Prada Re-Edition 1995
The third edition of Prada Group’s “Shaping a Future” conference took place today at the Prada US headquarters in New York City. A diverse and renowned group of speakers from global institutions and the academic, architecture and intellectual worlds, including US Poet Laureate Amanda Gorman, architect Sir David Adjaye and Paralympic champion Simone Barlaam, gathered to discuss the overarching theme of social sustainability within business and society.
Prada S.p.A. Chairman Carlo Mazzi set the tone for the conference with his opening comments. “Sustainability goes beyond the border of any nation. We must remember that progress cannot take place in a vacuum but within society.”
Architect Sir David Adjaye OBE then took the audience on a journey through some of his most important projects, and the intellectual foundations underpinning them. One of his recent projects, in Harlem New York, truly “shows how a building can contribute to the life blood of a city and the stories that define these communities. This is not about a token gesture but one of community.” He also described how his award-winning Smithsonian’s National Museum of African American History and Culture is covered in bronze plates with patterns to honor the history of African American craftsmanship.
The roundtable, moderated by Professor and journalist Gianni Riotta, followed the discussion. Amale Andraos, Dean of the Columbia University Graduate School of Architecture, Planning and Preservation, Richard Armstrong, Director of the Guggenheim Museum and Foundation, Mariarosa Cutillo, Chief of Strategic Partnerships of the United Nations Population Fund (UNFPA), Amanda Gorman, poet and activist, Kent Larson, City Science Director at MIT Media Lab, and Livia Pomodoro, President of Accademia di Belle Arti di Brera, all provided unique perspectives about the social substantiality and the importance of diverse sectors working together to achieve real impact.
In the conversation, Mariarosa Cutillo gave a stark warning. “We are not doing enough on one of the UN’s central goals. We are not doing enough on leaving no one behind. The main challenge we have now is we cannot make a big part of the population visible.” Amanda Gorman urged the audience to reframe their perceptions on sustainability. “What are we willing to give up for a sustainable future? That question requires a major re-shift in how we think. We need to imagine that sacrifice now doesn’t mean scarcity in the future. It will be a reimagined amalgamation of resources.”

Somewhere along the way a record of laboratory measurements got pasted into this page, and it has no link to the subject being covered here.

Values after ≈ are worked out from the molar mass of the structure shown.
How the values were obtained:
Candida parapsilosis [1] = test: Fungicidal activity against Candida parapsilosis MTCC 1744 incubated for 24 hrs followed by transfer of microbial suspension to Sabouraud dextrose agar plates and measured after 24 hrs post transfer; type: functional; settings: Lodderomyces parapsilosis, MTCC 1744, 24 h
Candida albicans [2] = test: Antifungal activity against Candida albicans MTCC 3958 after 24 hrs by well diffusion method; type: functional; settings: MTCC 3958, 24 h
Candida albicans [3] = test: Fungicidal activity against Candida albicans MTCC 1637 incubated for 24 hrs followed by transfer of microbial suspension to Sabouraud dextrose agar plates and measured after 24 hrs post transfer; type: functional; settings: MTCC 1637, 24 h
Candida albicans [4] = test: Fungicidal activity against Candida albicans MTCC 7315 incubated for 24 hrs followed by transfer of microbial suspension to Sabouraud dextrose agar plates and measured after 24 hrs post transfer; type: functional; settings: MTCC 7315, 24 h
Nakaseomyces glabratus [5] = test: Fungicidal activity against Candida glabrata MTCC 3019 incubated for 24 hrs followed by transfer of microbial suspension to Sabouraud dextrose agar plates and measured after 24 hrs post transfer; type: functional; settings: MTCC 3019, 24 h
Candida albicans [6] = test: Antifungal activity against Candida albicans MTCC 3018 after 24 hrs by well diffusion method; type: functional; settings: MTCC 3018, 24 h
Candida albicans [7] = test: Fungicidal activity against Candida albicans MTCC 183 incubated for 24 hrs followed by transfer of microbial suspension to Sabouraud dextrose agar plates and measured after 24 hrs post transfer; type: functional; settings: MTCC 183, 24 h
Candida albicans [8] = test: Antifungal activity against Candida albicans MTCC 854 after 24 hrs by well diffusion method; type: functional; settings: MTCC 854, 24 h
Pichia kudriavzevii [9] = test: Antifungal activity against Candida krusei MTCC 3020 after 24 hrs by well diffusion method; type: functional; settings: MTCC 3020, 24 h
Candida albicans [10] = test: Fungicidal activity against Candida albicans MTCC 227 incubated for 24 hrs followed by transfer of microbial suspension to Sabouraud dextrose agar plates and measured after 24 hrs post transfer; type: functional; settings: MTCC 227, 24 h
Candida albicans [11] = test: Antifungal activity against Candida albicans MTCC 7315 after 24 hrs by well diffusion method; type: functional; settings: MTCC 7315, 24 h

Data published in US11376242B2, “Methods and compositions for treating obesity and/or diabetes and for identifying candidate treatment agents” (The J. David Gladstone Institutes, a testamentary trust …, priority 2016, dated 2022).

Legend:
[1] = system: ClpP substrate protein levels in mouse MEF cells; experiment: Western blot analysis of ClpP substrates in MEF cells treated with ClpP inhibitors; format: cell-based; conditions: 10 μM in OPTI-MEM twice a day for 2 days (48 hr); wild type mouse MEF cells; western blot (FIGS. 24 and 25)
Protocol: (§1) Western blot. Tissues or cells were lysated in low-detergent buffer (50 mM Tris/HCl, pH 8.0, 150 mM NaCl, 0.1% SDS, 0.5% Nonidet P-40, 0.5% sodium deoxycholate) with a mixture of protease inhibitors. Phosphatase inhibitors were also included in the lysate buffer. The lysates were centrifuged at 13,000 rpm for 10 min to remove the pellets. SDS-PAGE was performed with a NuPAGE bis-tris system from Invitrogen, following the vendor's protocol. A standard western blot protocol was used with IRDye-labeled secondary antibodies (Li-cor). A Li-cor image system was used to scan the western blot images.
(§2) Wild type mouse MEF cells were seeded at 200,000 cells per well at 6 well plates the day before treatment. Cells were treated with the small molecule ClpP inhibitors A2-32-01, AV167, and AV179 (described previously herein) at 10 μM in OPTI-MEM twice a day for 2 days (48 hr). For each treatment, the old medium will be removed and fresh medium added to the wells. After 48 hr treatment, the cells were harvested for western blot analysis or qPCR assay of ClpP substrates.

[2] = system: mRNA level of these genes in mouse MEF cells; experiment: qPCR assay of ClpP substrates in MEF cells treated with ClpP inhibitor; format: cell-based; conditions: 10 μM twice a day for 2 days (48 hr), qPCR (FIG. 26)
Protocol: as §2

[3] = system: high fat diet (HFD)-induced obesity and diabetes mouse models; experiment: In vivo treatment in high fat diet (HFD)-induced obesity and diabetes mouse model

The inspirational speech of the day was given by Simone Barlaam, the talented Paralympic champion, who spoke passionately about being conscious to human differences. “When we are open to similarities and differences we understand more about ourselves. This moment of self-discovery can help us grow spiritually and help us become better citizens of the world.”
After a short coffee break, the Yale Center for Customer Insights, in partnership with the Prada Group, delivered an engaging presentation on their findings from a survey, dedicated to exploring and understanding the impact of sustainability on consumer attitudes and behaviors. Professor Ravi Dhar explained that consumers always have a judgement – not necessarily based on data, but on innate psychology. “If you don’t have enough data, what do people end up doing? They make up their own data based on their beliefs.”
The final discussion of the day, a dialogue between Distinguished Research Professor at New York University, Kate Crawford, and Professor Raffaella Cagliano from the Politecnico di Milano School of Management captured the ethical and social importance of developments in Artificial Intelligence (AI) and technology from an ethical and social perspective. Professor Kate Crawford called for the audience to understand that “We are talking about a profound shifting of power in the societies we live in. We do not have international AI regulation or any safeguards in place. This is one of the most profound issues in society today.” On sustainability, she laid out the three serious impacts of unfettered tech and AI production. “Tech and AI is extraordinarily natural resource intensive, labor intensive and data extractive. At every level, we are just not building the framework to make this sustainable.” Professor Raffaella Cagliano wrapped up the dialogue with a positive view on how awareness, responsibility, and grass root movements will propel AI and technology into a benevolent social force.
The event concluded with powerful remarks by foreign policy analyst and author Rula Jebreal, who spoke inspiringly about overcoming prejudice. “Dignity, respect, equality, opportunity. We need to stand up for this every day. If we don’t shape this world, it will shape us. If we don’t do something now it will define us, our present, and our future”
About “Shaping a Future” conferences:
Since 2017, the Prada Group has hosted an annual conference with the aim of stimulating a debate on the most significant changes taking place in contemporary society. In both editions, Prada collaborated with the Schools of Management of both Yale and Politecnico di Milano.
The first conference in 2017, entitled “Shaping a Creative Future” addressed the links between creativity, sustainability and innovation. The second conference in 2018, “Shaping a Sustainable Digital Future” explored the relationship between sustainability and digital innovation.
The conference series format consists of keynote speeches, panel discussions, and students’ competitions.